Girja Saket, a Dalit, committed suicide three months ago by jumping into a nearby well after his hut was allegedly demolished to make space for the Essar Power MP project at Bandhoura village.
The villagers at the agitation site alleged that Saket, a small-time farmer, had inherited the land from his grandfather and was so perturbed by losing his only shelter that he opted to kill himself.
The police admitted it was a case of suicide, but disagreed that it had anything to do with the company’s taking possession of the land.
Whether Singrauli develops into another Singur or not, this shows that the displacement of tribals and farmers is set to follow the same pattern of disappointment among people, who have been living there for decades.
Ironically, Madhya Pradesh Chief Minister Shivraj Singh Chouhan had assured the interest of tribals and farmers would be protected.
“In the slum cluster, 27 huts were demolished without paying any compensation to them; the government should take care of it,” alleged Badri Prasad, a local activist.
Kanti, another tribal, was allegedly arrested for protesting against the administration after his hut was gutted. “He was in lock-up for 10 days and a case has been registered against him,” Rampati, his sister-in-law, said.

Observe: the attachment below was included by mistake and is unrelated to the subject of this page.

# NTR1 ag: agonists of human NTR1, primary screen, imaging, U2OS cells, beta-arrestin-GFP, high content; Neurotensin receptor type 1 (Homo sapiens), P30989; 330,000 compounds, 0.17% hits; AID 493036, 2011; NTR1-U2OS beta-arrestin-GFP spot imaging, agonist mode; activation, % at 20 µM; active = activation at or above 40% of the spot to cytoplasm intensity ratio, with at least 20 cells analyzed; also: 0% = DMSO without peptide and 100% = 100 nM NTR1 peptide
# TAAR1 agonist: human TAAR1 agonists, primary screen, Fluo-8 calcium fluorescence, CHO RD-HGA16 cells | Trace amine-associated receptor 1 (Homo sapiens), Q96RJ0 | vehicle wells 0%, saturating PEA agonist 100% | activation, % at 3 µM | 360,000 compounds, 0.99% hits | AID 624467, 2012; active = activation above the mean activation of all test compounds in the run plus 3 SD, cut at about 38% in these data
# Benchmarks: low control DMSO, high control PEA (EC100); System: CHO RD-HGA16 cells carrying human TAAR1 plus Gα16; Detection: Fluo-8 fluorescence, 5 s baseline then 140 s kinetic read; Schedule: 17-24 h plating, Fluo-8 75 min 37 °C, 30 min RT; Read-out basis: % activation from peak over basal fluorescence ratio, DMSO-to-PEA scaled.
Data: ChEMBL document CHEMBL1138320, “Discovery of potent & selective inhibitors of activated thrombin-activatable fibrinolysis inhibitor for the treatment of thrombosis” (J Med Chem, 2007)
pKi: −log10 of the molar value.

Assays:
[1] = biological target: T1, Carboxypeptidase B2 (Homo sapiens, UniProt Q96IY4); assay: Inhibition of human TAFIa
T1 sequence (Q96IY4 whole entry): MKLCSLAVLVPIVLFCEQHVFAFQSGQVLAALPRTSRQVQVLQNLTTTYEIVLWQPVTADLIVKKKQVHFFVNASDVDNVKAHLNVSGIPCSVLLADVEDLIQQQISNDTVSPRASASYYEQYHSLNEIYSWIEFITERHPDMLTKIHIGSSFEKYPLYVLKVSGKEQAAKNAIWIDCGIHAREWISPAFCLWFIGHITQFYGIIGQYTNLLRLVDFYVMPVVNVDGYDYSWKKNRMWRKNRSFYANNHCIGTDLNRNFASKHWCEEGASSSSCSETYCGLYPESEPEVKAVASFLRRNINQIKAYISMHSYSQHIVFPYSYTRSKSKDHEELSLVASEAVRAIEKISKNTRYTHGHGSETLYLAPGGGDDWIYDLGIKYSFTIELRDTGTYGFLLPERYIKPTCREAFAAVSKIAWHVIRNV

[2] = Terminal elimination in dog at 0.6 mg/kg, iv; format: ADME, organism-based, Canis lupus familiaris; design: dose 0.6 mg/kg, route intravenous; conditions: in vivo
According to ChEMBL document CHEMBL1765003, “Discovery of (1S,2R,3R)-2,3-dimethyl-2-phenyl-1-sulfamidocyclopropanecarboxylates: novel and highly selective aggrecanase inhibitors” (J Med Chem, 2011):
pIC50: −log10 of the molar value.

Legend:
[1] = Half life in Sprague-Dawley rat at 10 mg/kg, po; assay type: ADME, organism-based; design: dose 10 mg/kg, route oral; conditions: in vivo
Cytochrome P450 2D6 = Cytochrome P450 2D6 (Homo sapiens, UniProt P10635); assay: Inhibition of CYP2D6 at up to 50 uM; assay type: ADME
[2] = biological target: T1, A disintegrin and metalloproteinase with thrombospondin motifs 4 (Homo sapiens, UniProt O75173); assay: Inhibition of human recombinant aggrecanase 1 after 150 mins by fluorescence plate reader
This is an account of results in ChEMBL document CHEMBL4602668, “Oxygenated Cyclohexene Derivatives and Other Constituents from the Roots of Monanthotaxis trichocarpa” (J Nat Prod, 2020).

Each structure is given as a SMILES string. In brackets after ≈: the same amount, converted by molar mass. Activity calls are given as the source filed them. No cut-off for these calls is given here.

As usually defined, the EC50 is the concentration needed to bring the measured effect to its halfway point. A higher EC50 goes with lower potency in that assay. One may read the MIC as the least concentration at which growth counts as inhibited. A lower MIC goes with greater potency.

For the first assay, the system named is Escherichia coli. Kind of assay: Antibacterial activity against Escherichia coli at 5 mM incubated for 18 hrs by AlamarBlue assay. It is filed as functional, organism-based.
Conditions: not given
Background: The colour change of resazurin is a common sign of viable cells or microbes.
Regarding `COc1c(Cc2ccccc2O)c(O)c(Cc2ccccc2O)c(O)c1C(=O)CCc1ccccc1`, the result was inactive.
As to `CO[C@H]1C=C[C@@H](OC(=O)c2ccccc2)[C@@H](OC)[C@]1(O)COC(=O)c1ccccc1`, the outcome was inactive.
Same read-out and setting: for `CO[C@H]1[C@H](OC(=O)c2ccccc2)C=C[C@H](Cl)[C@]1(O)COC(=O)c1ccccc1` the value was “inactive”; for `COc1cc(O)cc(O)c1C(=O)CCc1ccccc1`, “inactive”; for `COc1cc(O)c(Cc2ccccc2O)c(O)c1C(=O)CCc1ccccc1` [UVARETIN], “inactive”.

The administration, however, termed it a drive against encroachers on government land. Essar officials said they had already paid money to the government for the land, but encroachers were not ready to vacate it.
Essar officials felt that farmers had got a fair deal. “There going rate of land, they point out, was Rs 1 lakh per acre about three years ago. With Government offering a compensation of Rs 3 lakh per acre the land prices have already gone up by three-times in just three years,” said Essar Power MP CEO Rajendra Prasad Gupta.
He also said the company had offered sustenance allowance in place of job. “There are also people with vested interests who’ve constructed houses on allotted land after issuance of notification under Section (4) of the Land Acquisition Act,” Gupta said.
Essar officials pointed out that the project would bring development to the backward region, besides fulfilling the much-needed power demand of the state.
But these words are of no solace to people like Kheman, a 55-year-old tribal, who has already faced displacement in the late 1960s when his ancestral land was acquired for the NMDC coal project. Now, he is likely to be displaced again.